# Why are the total spaces of two Serre fibrations equivalent when the bases and the fibers are equivalent?

Suppose $B$ is a pointed space and suppose $f\colon E\to B$ and $f\colon E'\to B$ are two Serre fibrations. Let moreover a map $g\colon E\to E'$ be given such that $f=f'\circ g$ which is a weak equivalence when restricted to the fibers $E_x$ and $E'_x$ of $E$ and $E'$ over the basepoint $x$ of $B$.

Eventually, I want $g$ to be a weak equivalence but perhaps I need $B$ to have trivial $\pi_0$.

By the long exact sequences from the Serre fibrations and the compatible maps inbetween, I got already that $\pi_k(g)$ is an isomorphism for $k\geq 2$ by the five-lemma. For $k=1$, there is a five-lemma for non-abelian groups which seems also to work if the very right entry $\pi_0(E_x)\cong\pi_0(E'_x)$ is only a pointed set.

My question concerns the end $$\begin{array}{cccccccc} \cdots\to&\pi_1B &\to & \pi_0 E_x &\to & \pi_0E &\to & \pi_0 B\\ &\downarrow\cong && \downarrow\cong && \downarrow && \downarrow\cong\\ \cdots\to&\pi_1B &\to & \pi_0 E'_x &\to & \pi_0E' &\to & \pi_0 B\\ \end{array}$$ of the two horizontal long exact sequences. How to conclude that $\pi_0(g)$ is an isomorphism if $\pi_0B\cong *$? How to conclude that $\pi_0(g)$ is an isomorphism, if we have equivalence of the fibers for any basepoint $x$?

Edit: I am especially interested in the situation that all the spaces involved are CW complexes. Sorry, that I didn't mention this before.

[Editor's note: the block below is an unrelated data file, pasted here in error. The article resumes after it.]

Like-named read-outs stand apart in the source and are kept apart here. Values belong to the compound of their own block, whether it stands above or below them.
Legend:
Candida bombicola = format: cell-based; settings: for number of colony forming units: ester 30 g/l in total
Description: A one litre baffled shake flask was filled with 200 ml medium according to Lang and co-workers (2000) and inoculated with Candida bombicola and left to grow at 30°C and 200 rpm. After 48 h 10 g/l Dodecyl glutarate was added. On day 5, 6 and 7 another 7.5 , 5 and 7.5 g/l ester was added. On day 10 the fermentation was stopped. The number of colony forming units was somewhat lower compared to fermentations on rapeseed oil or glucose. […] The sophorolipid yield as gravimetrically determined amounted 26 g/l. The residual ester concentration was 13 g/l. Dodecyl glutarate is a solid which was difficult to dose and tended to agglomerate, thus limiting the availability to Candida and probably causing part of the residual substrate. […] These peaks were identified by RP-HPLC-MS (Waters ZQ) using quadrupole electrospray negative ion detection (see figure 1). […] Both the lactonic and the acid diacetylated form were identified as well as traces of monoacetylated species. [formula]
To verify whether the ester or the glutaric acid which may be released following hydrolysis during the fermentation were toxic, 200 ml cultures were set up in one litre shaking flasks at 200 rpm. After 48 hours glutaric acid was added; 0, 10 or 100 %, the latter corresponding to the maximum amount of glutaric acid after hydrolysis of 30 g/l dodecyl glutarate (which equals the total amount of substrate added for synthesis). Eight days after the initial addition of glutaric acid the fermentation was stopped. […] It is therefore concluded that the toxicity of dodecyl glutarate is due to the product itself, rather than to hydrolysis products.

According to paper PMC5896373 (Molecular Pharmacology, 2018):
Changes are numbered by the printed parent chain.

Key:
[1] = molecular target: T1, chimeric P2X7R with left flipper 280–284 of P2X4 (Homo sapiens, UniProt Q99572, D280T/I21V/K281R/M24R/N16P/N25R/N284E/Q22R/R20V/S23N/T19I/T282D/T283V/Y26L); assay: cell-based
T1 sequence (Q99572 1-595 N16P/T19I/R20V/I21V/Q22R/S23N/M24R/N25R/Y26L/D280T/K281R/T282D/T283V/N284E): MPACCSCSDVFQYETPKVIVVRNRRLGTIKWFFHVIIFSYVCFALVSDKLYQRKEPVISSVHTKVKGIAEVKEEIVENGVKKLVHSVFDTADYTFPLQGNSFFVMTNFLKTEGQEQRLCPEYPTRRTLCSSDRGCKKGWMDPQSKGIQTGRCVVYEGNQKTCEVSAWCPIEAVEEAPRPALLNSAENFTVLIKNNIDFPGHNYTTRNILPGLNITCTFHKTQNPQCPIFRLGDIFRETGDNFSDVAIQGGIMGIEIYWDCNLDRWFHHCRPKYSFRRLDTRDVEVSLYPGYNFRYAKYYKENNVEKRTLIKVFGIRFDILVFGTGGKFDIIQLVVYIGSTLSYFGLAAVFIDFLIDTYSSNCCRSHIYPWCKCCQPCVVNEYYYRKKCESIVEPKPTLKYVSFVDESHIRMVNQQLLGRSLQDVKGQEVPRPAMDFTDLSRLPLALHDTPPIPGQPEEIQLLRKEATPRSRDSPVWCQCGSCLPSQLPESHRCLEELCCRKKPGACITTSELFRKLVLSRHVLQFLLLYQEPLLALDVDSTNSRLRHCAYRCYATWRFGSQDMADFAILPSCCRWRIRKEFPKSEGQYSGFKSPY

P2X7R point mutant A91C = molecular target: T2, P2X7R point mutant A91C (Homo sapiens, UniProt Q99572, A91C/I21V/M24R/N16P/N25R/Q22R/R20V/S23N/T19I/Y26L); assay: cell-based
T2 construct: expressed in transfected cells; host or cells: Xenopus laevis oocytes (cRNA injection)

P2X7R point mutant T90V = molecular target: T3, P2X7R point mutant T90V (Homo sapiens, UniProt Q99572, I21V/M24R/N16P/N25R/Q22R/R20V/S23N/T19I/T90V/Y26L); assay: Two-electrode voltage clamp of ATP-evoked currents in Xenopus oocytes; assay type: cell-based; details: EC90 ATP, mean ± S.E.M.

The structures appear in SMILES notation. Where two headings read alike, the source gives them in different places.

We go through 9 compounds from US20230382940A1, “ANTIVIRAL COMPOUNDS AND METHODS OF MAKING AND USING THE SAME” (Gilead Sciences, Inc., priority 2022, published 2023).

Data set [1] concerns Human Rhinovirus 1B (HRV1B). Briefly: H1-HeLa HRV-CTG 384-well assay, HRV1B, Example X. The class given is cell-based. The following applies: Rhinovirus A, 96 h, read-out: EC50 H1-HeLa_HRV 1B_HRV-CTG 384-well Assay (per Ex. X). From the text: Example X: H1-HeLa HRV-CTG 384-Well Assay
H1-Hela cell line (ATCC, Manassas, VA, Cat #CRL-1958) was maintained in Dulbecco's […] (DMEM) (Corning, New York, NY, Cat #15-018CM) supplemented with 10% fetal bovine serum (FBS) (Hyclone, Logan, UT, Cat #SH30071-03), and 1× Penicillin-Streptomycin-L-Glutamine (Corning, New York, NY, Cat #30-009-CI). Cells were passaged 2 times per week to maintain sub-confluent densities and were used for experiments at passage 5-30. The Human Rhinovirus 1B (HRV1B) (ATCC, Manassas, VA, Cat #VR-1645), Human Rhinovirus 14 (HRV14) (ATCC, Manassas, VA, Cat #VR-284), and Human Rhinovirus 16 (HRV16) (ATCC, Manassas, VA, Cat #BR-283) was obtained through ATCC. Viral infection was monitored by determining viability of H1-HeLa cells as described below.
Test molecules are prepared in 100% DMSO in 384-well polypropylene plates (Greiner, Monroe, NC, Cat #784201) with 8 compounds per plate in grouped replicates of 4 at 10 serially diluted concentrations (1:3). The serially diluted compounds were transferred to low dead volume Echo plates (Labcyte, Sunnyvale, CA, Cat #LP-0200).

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Assuming $B$ is connected, $\pi_0 E'_x\to \pi_0 E'$ is surjective, since all of $\pi_0E'$ is the inverse image of the distinguished point of $\pi_0 B$. Thus $\pi_0 g$ is surjective, by the usual diagram chase.
But it doesn't appear to me that $\pi_0 g$ has to be injective. As a counterexample, I propose to let $B$ be the interval $[0,1]$ with the cofinite topology and $E,E'$ be the projection from $B\times \{0,1\}$, $E$ with the product topology and $E'$ with the cofinite topology again. $E$ has the two path components $B\times \{0\}$ and $B\times \{1\}$ whereas $E'$ is connected, since every two open subsets have uncountable, in particular nonempty, intersection. On the other hand, the fibers of both $E$ and $E'$ are discrete two-point spaces.
Finally, define $g:E\to E'$ to be the identity on underlying sets, which is continuous because the cofinite topology is coarser than the product topology. This is a bijection, hence weak equivalence, on fibers, but maps both components of $E$ to the single component of $E'$. All that remains to check is that $E'$ is a fibration. It should suffice to lift homotopies of paths $I\to B$ to $E'$, which is simple: just apply the homotopy to the $B$ coordinate without changing the $\{0,1\}$ coordinate.
Incidentally, I don't see how to put this argument through if $E,E',$ and $B$ are required to be Hausdorff. – Kevin Carlson May 10 '14 at 0:18